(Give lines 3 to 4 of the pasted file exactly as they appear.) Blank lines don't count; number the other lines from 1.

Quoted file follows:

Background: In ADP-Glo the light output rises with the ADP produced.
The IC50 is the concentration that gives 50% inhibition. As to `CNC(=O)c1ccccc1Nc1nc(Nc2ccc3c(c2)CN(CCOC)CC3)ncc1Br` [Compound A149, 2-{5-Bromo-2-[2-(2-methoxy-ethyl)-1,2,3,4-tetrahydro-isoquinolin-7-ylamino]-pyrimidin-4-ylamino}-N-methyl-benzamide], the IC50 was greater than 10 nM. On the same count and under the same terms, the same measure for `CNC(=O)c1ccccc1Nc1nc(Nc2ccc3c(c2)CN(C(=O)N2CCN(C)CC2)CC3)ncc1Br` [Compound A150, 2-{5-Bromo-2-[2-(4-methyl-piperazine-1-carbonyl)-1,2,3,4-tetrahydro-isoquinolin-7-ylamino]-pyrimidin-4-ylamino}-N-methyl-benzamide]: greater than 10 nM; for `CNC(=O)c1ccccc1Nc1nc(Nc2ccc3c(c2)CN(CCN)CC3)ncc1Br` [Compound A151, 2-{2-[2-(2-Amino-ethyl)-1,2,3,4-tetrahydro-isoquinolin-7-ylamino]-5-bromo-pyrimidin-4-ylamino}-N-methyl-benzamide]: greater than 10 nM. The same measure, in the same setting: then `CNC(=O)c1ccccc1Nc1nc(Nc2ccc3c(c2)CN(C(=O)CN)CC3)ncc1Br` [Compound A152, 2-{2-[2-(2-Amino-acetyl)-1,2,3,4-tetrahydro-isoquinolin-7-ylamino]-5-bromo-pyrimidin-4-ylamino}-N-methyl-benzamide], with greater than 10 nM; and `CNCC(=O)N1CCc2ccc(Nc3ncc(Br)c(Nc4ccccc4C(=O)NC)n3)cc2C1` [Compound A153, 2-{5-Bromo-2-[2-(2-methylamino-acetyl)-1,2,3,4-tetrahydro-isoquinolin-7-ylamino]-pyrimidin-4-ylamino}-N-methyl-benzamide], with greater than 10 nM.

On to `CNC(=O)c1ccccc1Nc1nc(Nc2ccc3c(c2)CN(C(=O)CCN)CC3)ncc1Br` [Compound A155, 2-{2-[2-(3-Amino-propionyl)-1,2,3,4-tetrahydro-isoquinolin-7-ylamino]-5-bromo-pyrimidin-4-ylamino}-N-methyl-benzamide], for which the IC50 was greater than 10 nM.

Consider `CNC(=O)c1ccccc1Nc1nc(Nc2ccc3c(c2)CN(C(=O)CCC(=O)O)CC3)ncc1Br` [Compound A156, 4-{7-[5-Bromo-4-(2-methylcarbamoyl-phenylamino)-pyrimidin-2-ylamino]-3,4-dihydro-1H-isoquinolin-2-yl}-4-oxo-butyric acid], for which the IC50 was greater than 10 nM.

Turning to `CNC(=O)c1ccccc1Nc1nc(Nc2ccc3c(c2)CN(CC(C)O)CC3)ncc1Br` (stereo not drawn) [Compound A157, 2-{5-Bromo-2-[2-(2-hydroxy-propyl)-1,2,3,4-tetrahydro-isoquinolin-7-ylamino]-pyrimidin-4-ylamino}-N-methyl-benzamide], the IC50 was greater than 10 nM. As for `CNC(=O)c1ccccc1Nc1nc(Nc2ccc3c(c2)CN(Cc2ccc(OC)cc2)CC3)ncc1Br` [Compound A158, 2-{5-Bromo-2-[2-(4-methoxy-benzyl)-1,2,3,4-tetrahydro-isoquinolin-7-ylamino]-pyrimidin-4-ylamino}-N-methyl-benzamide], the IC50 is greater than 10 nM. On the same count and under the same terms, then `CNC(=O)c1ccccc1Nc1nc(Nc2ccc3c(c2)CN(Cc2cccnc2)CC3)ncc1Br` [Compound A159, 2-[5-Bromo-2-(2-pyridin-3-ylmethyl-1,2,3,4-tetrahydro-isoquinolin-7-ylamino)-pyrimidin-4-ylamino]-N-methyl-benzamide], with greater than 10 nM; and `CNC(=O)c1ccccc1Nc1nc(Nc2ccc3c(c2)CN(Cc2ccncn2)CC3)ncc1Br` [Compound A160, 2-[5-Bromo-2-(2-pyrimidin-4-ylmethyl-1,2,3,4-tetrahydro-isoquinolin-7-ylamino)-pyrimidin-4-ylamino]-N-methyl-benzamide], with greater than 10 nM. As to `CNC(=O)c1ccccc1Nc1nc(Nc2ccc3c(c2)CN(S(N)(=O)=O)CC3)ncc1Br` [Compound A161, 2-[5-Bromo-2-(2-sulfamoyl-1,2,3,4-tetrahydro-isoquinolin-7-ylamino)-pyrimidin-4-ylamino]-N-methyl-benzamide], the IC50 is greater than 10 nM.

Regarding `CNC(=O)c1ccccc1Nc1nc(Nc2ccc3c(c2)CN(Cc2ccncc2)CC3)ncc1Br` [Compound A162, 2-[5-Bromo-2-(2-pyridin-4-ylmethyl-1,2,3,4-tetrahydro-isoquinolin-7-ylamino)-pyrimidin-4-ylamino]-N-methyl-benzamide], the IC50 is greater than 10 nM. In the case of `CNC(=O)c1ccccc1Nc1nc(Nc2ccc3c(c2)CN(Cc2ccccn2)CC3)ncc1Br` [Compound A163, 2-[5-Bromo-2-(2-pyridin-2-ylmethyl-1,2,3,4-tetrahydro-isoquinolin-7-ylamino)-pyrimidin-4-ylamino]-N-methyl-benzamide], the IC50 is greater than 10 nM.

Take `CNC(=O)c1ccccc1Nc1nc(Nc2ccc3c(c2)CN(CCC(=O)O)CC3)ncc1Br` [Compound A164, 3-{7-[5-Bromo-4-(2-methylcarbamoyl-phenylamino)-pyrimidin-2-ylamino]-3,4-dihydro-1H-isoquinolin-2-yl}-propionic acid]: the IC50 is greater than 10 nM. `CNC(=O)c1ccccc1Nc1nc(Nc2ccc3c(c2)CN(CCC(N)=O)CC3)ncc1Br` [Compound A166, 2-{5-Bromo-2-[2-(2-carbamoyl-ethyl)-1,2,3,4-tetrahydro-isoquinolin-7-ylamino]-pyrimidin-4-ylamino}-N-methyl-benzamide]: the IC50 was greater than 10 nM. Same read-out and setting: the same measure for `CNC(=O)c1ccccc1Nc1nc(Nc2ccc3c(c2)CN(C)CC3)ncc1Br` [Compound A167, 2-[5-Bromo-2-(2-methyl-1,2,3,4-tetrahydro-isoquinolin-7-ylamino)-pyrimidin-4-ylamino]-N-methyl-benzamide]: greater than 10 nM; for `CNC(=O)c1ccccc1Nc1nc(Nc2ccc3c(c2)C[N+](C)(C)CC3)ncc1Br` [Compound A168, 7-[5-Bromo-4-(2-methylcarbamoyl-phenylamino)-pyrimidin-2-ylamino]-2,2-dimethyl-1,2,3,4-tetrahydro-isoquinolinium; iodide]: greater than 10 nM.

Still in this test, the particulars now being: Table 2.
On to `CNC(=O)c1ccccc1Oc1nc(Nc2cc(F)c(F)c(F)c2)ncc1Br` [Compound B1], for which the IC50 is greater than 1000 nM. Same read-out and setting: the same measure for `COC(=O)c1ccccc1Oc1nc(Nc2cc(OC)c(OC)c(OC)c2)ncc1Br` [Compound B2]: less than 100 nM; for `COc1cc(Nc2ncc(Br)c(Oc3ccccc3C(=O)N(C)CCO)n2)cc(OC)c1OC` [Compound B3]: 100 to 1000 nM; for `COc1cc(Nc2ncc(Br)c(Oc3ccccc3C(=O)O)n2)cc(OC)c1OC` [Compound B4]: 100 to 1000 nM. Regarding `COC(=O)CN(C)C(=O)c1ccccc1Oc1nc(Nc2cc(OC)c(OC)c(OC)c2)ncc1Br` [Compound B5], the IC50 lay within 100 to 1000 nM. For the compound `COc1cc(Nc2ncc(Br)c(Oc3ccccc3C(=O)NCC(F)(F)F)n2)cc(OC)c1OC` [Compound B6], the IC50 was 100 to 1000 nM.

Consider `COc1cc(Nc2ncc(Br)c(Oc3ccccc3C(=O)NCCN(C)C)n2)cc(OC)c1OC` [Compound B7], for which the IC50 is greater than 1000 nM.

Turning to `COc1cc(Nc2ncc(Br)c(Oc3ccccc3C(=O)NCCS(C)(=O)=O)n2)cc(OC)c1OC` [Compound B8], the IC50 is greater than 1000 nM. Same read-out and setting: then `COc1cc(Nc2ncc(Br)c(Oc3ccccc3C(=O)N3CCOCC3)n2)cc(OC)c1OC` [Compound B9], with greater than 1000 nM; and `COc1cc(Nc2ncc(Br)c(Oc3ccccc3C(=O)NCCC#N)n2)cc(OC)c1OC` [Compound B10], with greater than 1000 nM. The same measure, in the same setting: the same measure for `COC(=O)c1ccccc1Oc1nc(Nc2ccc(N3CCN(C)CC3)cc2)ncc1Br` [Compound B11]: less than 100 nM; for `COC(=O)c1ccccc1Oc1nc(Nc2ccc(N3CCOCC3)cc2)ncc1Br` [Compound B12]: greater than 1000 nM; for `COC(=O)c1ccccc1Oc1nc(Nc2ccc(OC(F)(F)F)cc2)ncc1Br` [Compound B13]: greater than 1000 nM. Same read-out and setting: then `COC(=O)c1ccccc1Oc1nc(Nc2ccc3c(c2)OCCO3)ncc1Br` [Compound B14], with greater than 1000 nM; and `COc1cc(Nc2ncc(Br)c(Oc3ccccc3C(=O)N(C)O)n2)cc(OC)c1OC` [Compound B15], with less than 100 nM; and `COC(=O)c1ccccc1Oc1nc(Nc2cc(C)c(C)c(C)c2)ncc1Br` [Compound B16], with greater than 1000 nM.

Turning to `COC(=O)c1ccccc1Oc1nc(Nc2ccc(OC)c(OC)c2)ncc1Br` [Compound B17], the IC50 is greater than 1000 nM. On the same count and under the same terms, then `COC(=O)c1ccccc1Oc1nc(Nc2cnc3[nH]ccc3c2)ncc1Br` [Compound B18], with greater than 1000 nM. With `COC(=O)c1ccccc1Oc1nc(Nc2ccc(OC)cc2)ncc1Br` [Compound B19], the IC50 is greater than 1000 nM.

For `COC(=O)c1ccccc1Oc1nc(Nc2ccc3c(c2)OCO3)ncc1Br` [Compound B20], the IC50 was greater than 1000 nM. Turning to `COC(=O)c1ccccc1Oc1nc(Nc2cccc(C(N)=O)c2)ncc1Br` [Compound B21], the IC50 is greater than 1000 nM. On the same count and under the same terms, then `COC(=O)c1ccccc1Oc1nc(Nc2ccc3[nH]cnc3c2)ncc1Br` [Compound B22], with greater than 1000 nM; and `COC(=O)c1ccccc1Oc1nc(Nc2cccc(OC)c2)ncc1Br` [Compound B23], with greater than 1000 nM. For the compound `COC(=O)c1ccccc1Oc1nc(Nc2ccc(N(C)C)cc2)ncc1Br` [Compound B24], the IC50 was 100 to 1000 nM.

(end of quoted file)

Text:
On to `CNC(=O)c1ccccc1Nc1nc(Nc2ccc3c(c2)CN(C(=O)CCN)CC3)ncc1Br` [Compound A155, 2-{2-[2-(3-Amino-propionyl)-1,2,3,4-tetrahydro-isoquinolin-7-ylamino]-5-bromo-pyrimidin-4-ylamino}-N-methyl-benzamide], for which the IC50 was greater than 10 nM.

Consider `CNC(=O)c1ccccc1Nc1nc(Nc2ccc3c(c2)CN(C(=O)CCC(=O)O)CC3)ncc1Br` [Compound A156, 4-{7-[5-Bromo-4-(2-methylcarbamoyl-phenylamino)-pyrimidin-2-ylamino]-3,4-dihydro-1H-isoquinolin-2-yl}-4-oxo-butyric acid], for which the IC50 was greater than 10 nM.